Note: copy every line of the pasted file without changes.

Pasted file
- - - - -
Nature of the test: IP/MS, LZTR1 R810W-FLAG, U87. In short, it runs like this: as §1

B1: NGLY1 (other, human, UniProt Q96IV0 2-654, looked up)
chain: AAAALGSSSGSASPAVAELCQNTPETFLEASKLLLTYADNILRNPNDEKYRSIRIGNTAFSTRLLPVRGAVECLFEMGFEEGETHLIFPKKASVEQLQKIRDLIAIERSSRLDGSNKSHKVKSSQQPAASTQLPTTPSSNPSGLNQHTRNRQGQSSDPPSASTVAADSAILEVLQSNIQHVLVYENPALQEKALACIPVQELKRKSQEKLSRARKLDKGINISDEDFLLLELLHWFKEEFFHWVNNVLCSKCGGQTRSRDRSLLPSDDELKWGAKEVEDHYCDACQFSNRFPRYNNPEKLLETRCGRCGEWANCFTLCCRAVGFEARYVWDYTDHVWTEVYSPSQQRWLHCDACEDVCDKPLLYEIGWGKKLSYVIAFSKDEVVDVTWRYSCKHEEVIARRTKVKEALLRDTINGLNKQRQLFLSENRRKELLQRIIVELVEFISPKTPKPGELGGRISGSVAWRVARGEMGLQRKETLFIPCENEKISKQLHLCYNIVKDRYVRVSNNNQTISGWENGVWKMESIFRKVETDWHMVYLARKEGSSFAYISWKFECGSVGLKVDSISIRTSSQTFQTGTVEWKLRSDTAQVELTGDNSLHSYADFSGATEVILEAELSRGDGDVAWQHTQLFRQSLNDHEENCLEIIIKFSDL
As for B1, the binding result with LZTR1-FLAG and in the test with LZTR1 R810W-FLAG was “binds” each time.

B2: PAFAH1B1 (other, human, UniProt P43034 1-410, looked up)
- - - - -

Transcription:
Nature of the test: IP/MS, LZTR1 R810W-FLAG, U87. In short, it runs like this: as §1

B1: NGLY1 (other, human, UniProt Q96IV0 2-654, looked up)
chain: AAAALGSSSGSASPAVAELCQNTPETFLEASKLLLTYADNILRNPNDEKYRSIRIGNTAFSTRLLPVRGAVECLFEMGFEEGETHLIFPKKASVEQLQKIRDLIAIERSSRLDGSNKSHKVKSSQQPAASTQLPTTPSSNPSGLNQHTRNRQGQSSDPPSASTVAADSAILEVLQSNIQHVLVYENPALQEKALACIPVQELKRKSQEKLSRARKLDKGINISDEDFLLLELLHWFKEEFFHWVNNVLCSKCGGQTRSRDRSLLPSDDELKWGAKEVEDHYCDACQFSNRFPRYNNPEKLLETRCGRCGEWANCFTLCCRAVGFEARYVWDYTDHVWTEVYSPSQQRWLHCDACEDVCDKPLLYEIGWGKKLSYVIAFSKDEVVDVTWRYSCKHEEVIARRTKVKEALLRDTINGLNKQRQLFLSENRRKELLQRIIVELVEFISPKTPKPGELGGRISGSVAWRVARGEMGLQRKETLFIPCENEKISKQLHLCYNIVKDRYVRVSNNNQTISGWENGVWKMESIFRKVETDWHMVYLARKEGSSFAYISWKFECGSVGLKVDSISIRTSSQTFQTGTVEWKLRSDTAQVELTGDNSLHSYADFSGATEVILEAELSRGDGDVAWQHTQLFRQSLNDHEENCLEIIIKFSDL
As for B1, the binding result with LZTR1-FLAG and in the test with LZTR1 R810W-FLAG was “binds” each time.

B2: PAFAH1B1 (other, human, UniProt P43034 1-410, looked up)